The difference between good and bad Facebooking

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“Social media” is a clumsy term that entangles enriching social interaction with mindless media consumption. It’s a double-edged sword whose sides aren’t properly distinguished. Taken as a whole, we can’t decide if it “brings the world closer together” like Facebook’s new mission statement says, or leaves us depressed and isolated. It does both, but our opportunity and the tech giants’ responsibility is to shift usage toward “time well spent.”
Thankfully, Facebook’s CEO Mark Zuckerberg seems ready to embrace that responsibility. “Time spent is not a goal by itself. We want the time people spend on Facebook to encourage meaningful social interactions,” he said on its most recent earnings call.

[Update 12/15/17: Further showing Facebook’s interest, today it published its own “Hard Questions: Is Spending Time on Social Media Bad for Us?” blog post with more research to the same conclusion as the science I cite below: it’s passive social media usage that depresses us, so we need to engage.

Facebook notes it’s pledged $1 million towards youth technology usage and well-being research. It’s formally launching a Snooze feature we spotted testing in September that lets you hide a person, Page or Group for 30 days if you need some peace. And it announced it will host a summit next year for academics and industry leaders to examine digital distraction, multi-tasking, and focus. But the post only suggests highly indirect ways of addressing mindless consumption, rather than any purposeful interventions.]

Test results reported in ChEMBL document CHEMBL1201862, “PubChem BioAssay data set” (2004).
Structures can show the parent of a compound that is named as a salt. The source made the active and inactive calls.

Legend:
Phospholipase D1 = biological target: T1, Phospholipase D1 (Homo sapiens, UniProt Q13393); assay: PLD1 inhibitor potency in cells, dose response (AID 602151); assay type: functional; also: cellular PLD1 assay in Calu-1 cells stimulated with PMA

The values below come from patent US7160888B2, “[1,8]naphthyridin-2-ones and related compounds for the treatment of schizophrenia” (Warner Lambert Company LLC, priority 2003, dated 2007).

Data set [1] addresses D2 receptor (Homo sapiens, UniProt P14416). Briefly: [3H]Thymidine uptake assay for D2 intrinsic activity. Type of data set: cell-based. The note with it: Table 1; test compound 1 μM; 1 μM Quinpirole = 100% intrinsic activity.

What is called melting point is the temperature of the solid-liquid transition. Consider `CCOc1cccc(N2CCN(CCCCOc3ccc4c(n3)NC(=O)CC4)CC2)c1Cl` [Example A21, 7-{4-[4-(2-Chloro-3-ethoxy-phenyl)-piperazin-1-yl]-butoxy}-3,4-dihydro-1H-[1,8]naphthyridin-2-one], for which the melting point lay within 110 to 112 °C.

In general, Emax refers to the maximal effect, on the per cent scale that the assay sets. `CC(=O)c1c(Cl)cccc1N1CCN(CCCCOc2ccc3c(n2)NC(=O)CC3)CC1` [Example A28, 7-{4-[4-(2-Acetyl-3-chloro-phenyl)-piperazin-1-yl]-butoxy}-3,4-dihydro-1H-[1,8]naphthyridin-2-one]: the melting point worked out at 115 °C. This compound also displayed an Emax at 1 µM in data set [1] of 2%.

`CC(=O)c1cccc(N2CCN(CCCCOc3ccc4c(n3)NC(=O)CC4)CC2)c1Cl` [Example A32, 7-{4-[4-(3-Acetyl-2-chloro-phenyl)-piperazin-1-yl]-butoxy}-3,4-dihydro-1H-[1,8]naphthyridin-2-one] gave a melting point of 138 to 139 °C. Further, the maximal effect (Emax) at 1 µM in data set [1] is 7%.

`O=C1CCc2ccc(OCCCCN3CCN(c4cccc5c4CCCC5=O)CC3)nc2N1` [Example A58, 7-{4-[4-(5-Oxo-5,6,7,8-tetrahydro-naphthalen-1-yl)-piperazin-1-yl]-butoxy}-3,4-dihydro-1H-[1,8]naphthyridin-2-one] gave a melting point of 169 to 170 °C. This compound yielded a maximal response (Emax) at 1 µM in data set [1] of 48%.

It’s not just a Facebook issue. Notification-spamming mobile app developers, video platforms like Netflix and YouTube and video games from Candy Crush to Call of Duty need to wake up to how their design choices can squander our attention and stifle our sanity. But Facebook, with its ubiquity, roaring business, idealistic leadership and opportunity to promote what’s positive about technology is uniquely positioned to sound the alarm.
To change behavior, we first need to explore the research and measure the difference between connection and distraction.

Active versus passive Facebooking

Late at night or lacking energy or losing focus, I and many others often turn to Facebook. Scrolling its endless feed can deliver delightful little doses of dopamine. A photo of a friend or a news link gives us the momentary sensation of accomplishing something, even if it’s just learning some tiny bit of information, no matter how irrelevant. We know we could be getting ready for bed, or contacting someone we care about or getting work done, but nothing’s easier than giving in to craving for another digital content snack.
Facebook is the perfect trap for our attention, especially when our will is weak. Algorithmically sorted feeds bring the best content to you with no effort, a simple click lets you dole out a Like and no matter what time of day or how much you browse, there’s always something new. There’s FarmVille and Watch videos and news Trends and Stories to imbibe.

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